One of the most exciting advances concerns key motivational differences between what are called approach goals and avoidance goals. The point of the story is that the active mind must be kept fully occupied all the time; otherwise, it will immediately begin to weave a web of trouble and havoc. Once the mind is sufficiently disciplined through proper practice, it surrenders and will be still and quiet; waiting patiently and ready to complete any task given to it. A disciplined mind is a truly amazing instrument--efficient, capable and willing to serve. The story illustrates the essential need for regular and frequent simple daily practice. Sanskrit can turn up anywhere. You can find it in a articleshop, on TV or you can find it when ordering some tea. A few years ago, my husband and I were in Kansas City, and we went into a cafe for tea. A young woman behind the counter took our order. Sometimes they hurt us, seemingly without provocation, but we invariably find that at some time in the past we have made decisions based on self which later placed us in a position to be hurt. 17 This quote homes in on how we convince ourselves it's me against the world. When we cannot see our part in a problem, naturally we feel under attack. Brad and Joe run a small publishing company. They were good friends before they became business partners, and things went well for the first few years. Then Brad's wife became pregnant, and he has struggled to manage the stress. Put the money into that account, Brad told Joe in a voicemail. The order sounded like a bark through Joe's cell phone.

It was 1:00 p. In a recent study at Princeton, researchers found when mothers looked at pictures of their babies, the same region in their brains lit up as when they imagined harm being done to others. Their own children and victims of violence--two very different subjects, yet united by a similar neurological reaction. This suggests that compassion isn't just a fickle emotion but an innate response embedded in our brains. In short: we are designed to mother each other through pain. In similar research out of Emory University, participants were given the chance to help someone while their brain activity was recorded. Helping others triggered portions of the brain that also turn on when people receive rewards or experience pleasure. This is remarkable: helping others brings the same exact pleasure as personal gratification. Not only do our brains reward us for compassionate behavior, the rest of our body does too. For example, when we feel threatened, our automatic nervous system (ANS) kicks in, and our heart and breathing rates usually increase, preparing us for the fight or flight response. What is the ANS profile of compassion? It was bizarre. These bacteria were not only surviving--but thriving--on these antibiotics. Dantas couldn't believe what he was seeing. How did these bacteria engage with their environment, and how did that environment influence their behavior? As Dantas was sorting this out, the scientific community's interest in the human microbiome was skyrocketing. It encouraged Dantas to ask new questions: Could the overall relationship between bacteria and the environment be playing out in the human gut as well? Dantas was hooked on bacterial behavior and, more important, on microbial genomics. By 2009, as Dantas started his own lab at Washington University in St. Louis, he focused his interests on the microbiome.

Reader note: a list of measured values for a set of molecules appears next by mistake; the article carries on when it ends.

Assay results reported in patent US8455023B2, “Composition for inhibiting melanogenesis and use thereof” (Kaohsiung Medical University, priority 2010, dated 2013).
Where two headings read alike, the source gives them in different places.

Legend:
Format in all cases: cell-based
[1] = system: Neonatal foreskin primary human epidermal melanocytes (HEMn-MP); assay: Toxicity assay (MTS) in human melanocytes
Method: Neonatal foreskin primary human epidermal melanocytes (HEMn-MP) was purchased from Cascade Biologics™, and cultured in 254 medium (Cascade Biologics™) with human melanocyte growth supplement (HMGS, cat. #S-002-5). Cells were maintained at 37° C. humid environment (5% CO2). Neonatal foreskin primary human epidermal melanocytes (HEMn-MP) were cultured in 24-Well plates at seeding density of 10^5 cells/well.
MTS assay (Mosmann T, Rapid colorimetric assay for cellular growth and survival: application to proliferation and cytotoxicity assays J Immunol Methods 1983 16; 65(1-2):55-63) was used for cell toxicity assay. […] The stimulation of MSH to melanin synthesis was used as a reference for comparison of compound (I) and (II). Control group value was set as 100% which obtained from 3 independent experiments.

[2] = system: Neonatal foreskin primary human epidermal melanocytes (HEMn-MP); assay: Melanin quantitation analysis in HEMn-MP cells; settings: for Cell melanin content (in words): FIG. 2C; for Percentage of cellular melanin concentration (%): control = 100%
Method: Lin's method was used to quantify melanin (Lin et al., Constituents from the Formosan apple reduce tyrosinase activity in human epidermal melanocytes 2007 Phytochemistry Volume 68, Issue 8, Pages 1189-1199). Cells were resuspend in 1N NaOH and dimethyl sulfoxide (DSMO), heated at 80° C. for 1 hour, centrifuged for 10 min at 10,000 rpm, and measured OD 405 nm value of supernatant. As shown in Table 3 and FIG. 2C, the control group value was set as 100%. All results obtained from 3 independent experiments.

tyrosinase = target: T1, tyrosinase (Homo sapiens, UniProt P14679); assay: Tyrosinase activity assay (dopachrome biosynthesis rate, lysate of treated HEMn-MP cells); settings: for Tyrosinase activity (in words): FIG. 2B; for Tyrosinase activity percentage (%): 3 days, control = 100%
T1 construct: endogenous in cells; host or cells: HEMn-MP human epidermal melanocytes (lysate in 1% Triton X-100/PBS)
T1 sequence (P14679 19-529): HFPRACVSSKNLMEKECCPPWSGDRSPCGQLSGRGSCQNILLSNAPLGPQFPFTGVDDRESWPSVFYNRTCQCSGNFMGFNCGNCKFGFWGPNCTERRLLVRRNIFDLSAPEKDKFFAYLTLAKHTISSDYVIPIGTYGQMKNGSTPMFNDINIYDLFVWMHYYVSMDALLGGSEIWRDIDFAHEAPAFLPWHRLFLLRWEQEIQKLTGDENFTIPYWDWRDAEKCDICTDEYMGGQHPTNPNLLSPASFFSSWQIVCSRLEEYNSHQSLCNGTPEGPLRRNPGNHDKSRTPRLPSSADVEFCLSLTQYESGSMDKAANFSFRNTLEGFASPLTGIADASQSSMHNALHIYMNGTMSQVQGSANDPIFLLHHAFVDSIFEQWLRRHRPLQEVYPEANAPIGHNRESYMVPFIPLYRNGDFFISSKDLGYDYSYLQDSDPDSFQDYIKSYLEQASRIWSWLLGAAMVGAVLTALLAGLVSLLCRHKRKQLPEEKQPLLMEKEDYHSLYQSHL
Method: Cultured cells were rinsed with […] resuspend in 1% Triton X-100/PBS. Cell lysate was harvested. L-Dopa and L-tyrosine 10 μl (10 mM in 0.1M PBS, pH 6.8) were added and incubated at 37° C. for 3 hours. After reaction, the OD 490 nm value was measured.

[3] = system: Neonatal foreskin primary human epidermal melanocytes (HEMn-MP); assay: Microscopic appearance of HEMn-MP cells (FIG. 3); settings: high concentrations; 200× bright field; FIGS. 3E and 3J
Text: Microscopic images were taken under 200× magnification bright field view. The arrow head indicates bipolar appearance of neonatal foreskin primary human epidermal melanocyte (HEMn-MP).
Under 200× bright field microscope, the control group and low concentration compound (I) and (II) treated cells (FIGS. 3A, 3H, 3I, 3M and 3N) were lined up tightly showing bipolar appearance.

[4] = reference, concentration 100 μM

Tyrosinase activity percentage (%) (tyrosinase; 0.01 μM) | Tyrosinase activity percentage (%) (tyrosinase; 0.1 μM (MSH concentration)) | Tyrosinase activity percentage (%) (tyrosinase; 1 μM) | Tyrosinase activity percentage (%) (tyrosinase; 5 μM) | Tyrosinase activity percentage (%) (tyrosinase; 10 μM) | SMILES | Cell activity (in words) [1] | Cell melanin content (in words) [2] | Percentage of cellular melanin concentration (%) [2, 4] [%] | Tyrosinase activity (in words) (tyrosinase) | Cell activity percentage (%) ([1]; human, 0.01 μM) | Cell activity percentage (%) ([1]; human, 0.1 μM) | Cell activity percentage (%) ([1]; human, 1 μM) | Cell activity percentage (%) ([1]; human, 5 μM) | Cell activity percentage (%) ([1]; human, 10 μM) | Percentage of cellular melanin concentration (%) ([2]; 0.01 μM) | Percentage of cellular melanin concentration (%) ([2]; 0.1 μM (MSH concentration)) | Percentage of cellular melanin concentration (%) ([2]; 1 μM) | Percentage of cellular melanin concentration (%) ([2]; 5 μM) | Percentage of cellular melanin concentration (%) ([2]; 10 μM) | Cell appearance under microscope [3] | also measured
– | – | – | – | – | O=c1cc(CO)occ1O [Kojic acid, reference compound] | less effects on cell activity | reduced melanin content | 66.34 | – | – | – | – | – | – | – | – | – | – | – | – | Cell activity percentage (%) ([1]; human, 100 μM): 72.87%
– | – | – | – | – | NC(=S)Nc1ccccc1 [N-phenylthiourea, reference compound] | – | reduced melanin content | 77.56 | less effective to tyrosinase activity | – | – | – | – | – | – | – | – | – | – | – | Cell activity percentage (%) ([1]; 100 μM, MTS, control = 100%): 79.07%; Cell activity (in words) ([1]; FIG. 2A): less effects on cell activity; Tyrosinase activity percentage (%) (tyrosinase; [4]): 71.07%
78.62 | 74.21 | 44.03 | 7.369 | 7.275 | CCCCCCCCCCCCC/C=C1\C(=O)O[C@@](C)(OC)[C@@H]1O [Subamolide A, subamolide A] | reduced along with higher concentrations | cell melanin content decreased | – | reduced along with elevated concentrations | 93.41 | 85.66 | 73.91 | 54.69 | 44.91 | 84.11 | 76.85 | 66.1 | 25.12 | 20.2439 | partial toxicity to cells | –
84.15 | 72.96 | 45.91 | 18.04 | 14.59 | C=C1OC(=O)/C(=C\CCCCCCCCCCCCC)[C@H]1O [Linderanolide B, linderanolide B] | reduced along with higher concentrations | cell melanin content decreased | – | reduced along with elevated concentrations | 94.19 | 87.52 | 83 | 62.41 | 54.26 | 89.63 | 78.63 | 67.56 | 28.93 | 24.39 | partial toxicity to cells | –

He attended a conference where he met Rob Knight, then a professor at the University of Colorado in Boulder, who was known for his sophisticated computational studies of microbes and their genomes. Approach goals involve identifying what one desires, looks forward to, and wishes to strive toward because it is in some way attractive. The process of setting and reaching such goals is well understood. Typically, it involves steadily reducing the distance between where one happens to be in relation to the goal at any given time and then taking one more reasonable step in the appropriate direction whenever possible. Reaching a goal this way has been repeatedly shown to offer several advantages (Harkin et al. , 2016), such as only requiring us to focus on the next rung of the ladder, not the entire climb. In other words, setting approach goals allows one to focus his or her neurological, emotional, and behavioral energies on just getting the next step done. Working toward a goal in this fashion is also beneficial because it allows people to see what works and what does not, which is useful in making helpful course corrections. In addition, experiencing even small degrees of progress is beneficial because they provide positive reinforcement, which creates more motivation to keep moving in the same direction until the goal is reached. This process is the scientific truth behind such common- sense sayings as A journey of a thousand miles begins with a single step and Inch by inch, it's a cinch. I noticed some Sanskrit words tattooed up her arm. The devanagari lettering was beautifully done. We commented upon the tattoo, which was one of the great sayings of Indian wisdom, Thou Art That ? ? ? ? ? ? ?